Journal Article

Singing the glory of asceticism: devotion of asceticism in Jainism

JE Cort

in Journal of the American Academy of Religion

Published on behalf of American Academy of Religion

Volume 70, issue 4, pages 719-742
Published in print December 2002 | ISSN: 0002-7189
Published online December 2002 | e-ISSN: 1477-4585 | DOI: http://dx.doi.org/10.1093/jaar/70.4.719
Singing the glory of asceticism: devotion of asceticism in Jainism

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The Jain tradition is commonly portrayed in scholarly literature as being focused on, if not obsessed with, various and oftentimes extreme forms of asceticism. In the resulting scholarly portrait of the Jains, there is little if any place for devotion (bhakti). This scholarly separation of asceticism and devotion, as constituting radically different spheres of religious activity, is not restricted to the Jains but, rather, is widespread in the comparative study of religion. This article places Jain asceticism within a larger Jain religious framework to show some of the ways in which asceticism interacts with, and is often interdependent with, devotion. Asceticism is often performed in a devotional spirit. It is also often the object of devotion. A Jain can accomplish the spiritual goal of an improved karmic balance by performing asceticism him- or herself. A Jain can also accomplish this by praising asceticism with enthusiasm and devotion. This article argues that asceticism and devotion are not so much alternative practices as they are mutually reinforcing practices in Jainism. It also indicates that Jains practice bhakti to abstract principles similarly to the way they practice bhakti to humans and deities, and so we need to expand our scholarly understanding of bhakti and devotion.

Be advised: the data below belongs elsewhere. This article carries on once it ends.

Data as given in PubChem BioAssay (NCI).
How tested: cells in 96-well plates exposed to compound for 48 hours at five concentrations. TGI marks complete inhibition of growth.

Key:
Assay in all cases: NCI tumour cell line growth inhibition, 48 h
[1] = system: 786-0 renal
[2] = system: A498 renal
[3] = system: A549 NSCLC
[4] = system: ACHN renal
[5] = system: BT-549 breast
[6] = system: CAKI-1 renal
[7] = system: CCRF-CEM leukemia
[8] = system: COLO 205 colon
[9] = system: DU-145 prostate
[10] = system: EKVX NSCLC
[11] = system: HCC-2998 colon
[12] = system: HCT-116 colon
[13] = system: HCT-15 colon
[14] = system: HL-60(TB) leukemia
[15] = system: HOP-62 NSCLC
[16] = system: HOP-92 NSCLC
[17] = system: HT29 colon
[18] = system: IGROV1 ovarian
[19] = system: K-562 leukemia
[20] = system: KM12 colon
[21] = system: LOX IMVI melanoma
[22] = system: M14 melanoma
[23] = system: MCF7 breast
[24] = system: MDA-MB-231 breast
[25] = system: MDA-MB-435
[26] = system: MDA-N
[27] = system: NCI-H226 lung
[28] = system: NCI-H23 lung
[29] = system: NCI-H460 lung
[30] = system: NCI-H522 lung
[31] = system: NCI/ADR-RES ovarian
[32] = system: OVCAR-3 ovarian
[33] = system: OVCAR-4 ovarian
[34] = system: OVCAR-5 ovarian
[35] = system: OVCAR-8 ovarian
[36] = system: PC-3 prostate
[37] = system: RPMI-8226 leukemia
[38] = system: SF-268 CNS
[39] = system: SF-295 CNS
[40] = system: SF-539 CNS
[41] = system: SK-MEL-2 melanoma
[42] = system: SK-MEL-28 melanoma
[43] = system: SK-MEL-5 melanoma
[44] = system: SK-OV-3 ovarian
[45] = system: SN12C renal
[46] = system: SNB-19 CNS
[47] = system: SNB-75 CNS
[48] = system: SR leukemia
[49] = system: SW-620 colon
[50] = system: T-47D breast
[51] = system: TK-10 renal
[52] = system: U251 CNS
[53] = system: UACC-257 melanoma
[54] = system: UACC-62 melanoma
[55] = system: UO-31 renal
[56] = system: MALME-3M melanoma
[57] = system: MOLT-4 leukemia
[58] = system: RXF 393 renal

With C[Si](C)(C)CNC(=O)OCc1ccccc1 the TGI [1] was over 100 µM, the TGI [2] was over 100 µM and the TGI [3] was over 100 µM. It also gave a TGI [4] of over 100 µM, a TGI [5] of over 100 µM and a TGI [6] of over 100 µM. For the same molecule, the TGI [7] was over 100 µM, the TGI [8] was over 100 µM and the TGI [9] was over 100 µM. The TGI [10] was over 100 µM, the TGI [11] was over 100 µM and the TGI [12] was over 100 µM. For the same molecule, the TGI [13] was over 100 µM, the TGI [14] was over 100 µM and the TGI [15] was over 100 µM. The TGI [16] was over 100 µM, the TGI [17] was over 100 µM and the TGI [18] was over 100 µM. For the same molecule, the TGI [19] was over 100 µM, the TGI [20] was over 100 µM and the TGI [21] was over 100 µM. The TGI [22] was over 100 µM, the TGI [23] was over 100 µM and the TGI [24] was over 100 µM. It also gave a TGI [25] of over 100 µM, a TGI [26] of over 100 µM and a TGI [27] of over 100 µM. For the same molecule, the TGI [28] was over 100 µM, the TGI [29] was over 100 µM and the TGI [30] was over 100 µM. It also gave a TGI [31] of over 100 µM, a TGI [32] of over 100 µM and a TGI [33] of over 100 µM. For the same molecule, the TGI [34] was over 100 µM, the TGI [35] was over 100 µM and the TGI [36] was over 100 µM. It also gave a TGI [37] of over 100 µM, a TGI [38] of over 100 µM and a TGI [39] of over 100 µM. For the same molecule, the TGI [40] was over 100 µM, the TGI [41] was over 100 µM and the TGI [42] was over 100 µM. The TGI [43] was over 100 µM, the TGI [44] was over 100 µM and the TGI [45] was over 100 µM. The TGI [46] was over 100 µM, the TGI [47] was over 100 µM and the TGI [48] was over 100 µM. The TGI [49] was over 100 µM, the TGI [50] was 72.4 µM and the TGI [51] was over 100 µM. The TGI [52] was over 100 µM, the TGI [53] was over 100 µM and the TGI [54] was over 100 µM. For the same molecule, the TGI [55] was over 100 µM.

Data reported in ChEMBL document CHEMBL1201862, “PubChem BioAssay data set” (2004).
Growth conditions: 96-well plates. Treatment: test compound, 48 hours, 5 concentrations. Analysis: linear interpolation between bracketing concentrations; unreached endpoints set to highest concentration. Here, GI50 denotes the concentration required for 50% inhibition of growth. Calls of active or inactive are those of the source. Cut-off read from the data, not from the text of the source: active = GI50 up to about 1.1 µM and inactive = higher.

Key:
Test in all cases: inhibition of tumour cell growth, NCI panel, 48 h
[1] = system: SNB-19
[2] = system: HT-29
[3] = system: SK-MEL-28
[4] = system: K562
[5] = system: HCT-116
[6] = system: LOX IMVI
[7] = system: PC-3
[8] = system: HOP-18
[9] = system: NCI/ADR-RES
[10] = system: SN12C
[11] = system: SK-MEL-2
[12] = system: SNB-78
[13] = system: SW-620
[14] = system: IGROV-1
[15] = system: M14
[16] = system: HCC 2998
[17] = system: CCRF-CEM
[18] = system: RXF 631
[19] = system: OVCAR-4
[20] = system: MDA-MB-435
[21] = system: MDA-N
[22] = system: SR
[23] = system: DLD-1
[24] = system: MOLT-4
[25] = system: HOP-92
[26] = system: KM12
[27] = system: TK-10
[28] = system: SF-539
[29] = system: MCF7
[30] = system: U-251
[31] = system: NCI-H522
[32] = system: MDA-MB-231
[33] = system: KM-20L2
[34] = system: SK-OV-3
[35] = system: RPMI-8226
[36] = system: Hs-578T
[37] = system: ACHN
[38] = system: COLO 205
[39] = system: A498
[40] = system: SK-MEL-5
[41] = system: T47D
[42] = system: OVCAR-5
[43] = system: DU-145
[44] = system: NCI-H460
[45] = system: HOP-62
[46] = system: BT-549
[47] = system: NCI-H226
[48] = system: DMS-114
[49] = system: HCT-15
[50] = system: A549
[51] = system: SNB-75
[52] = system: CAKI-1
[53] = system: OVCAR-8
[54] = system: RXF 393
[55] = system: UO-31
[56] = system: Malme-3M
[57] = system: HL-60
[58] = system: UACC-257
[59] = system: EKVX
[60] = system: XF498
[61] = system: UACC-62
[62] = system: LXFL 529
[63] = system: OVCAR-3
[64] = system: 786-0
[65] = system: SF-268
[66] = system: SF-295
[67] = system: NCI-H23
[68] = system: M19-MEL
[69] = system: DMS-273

Journal Article.  0 words. 

Subjects: Religious Studies

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